Judy waved him off with a flick of her paw. "Nah, I don't think this place is that classy. Besides, it's a Thursday. I can't imagine they're so busy that we'd wait a long time."
Judy was proven correct when the young ewe hostess was immediately able to give them a booth along the wall near the back. The pair were quickly poured ice water by a waitress and left with menus to peruse.
"What did you say was good here?" Nick asked.
"I had the eggplant bisque the other night," she replied. "But I think I'm gonna get something new."
Judy looked up from her menu at Nick, and her eyes suddenly went wide.
Nick couldn't miss her staring at him. "What's up? Got something on my shirt?"
"Oh, geez, I didn't even think to ask if this place caters to, you know..." she said. A paw slicked back one of her ears in anxiety.
"What are you- oh," he said. "Carrots, you don't need to worry ab-"
Judy couldn't see much of the restaurant from his seat. However, a quick scan around the restaurant revealed several predator couples enjoying their meals. Not a huge percentage of the diners, but enough.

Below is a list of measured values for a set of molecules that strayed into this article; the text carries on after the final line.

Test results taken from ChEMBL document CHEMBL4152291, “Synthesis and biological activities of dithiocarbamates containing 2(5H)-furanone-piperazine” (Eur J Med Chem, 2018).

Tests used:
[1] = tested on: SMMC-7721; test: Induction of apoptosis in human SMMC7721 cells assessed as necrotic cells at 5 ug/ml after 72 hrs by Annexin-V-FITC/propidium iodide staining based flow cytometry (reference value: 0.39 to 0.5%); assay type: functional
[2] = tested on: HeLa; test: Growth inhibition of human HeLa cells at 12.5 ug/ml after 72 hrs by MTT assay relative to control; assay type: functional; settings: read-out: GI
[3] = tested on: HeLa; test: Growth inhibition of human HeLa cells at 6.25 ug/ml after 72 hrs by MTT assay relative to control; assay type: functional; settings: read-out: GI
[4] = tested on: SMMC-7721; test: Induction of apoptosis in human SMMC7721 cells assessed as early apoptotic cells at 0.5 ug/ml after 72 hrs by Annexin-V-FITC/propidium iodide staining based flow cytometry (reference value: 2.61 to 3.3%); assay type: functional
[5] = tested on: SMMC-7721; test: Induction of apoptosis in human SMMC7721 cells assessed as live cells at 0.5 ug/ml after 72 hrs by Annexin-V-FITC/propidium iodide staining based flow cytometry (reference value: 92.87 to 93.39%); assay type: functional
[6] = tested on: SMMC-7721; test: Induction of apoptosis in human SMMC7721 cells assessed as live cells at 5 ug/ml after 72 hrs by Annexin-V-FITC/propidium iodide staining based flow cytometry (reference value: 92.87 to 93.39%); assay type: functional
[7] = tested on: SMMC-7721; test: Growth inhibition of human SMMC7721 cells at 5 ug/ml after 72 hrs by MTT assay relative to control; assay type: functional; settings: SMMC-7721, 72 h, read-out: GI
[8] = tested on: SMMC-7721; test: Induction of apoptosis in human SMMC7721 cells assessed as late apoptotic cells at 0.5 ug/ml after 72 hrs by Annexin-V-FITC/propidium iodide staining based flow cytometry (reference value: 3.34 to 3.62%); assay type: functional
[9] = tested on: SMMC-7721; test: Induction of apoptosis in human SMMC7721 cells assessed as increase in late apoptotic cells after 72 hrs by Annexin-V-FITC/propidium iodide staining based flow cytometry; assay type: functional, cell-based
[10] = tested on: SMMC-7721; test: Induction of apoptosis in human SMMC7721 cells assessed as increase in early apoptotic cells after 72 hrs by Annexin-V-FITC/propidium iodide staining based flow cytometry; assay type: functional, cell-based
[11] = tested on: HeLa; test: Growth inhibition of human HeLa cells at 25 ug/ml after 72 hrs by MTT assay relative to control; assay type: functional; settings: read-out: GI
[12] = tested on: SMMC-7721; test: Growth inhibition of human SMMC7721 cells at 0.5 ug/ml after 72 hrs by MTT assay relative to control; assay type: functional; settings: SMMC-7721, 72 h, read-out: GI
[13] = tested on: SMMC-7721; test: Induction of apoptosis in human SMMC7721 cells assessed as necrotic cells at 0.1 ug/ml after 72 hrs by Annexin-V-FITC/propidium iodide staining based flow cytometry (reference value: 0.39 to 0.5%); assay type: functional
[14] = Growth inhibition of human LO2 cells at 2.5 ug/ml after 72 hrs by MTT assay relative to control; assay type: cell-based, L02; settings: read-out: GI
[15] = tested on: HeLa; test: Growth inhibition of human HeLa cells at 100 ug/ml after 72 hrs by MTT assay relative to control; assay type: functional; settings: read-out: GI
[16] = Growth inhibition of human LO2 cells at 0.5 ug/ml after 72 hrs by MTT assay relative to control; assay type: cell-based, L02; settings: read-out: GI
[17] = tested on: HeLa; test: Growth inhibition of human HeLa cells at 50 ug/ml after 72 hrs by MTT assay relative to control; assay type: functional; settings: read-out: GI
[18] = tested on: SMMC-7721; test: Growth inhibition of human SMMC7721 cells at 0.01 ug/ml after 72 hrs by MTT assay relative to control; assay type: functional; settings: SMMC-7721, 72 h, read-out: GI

"Oh, good, there's at least some predators here, so at least I didn't screw that up," she said.
"Fluff, you're not hearing me. I'm a-
"Still, I should put thought into that kind of thing by now. I'm your partner, and it's rude of me not to take you into consideration about food and stuff."
Nick rolled his eyes. "Relax, Carrots, no harm, no foul. Besides, it wouldn't have been a problem anyway, I'm-"
"Nick, I appreciate you being nice, but you don't need to be," she interrupted. "You're a predator, and if we're going out to eat, I need to be aware-"
"Judy!" he near-shouted. The use of her name immediately caught her attention, and she silenced herself. "Um, yes?" she asked.
"I'm a vegetarian," he said flatly. "You don't need to worry."
She stared at him again. "W-what? Really?"
He shrugged. "Yeah, really. I'm surprised you never noticed before."
"But, you're a fox! And foxes, I mean, aren't they-"
"Have you seen what's available for predators here in the city?" he asked. "Bugs. Forgive me for not wanting to ruin our meal by munching down on some beetles in front of you. Besides, a lot of preds are at least kinda vegetarian now, anyway. Our bodies can handle it more, and there's supplements for species that need especially high protein. I'm not one of them, so it's garden greens and tofu for me."
Judy listened attentively while he talked. Once it was clear he'd finished, she spoke again. "Wow, I never thought about it like that," she said. "What predators eat, I mean. I just assumed it was mostly what meat you can still eat." She averted her eyes from Nick, and her embarrassment at, once again, generalizing the predator population was palpable.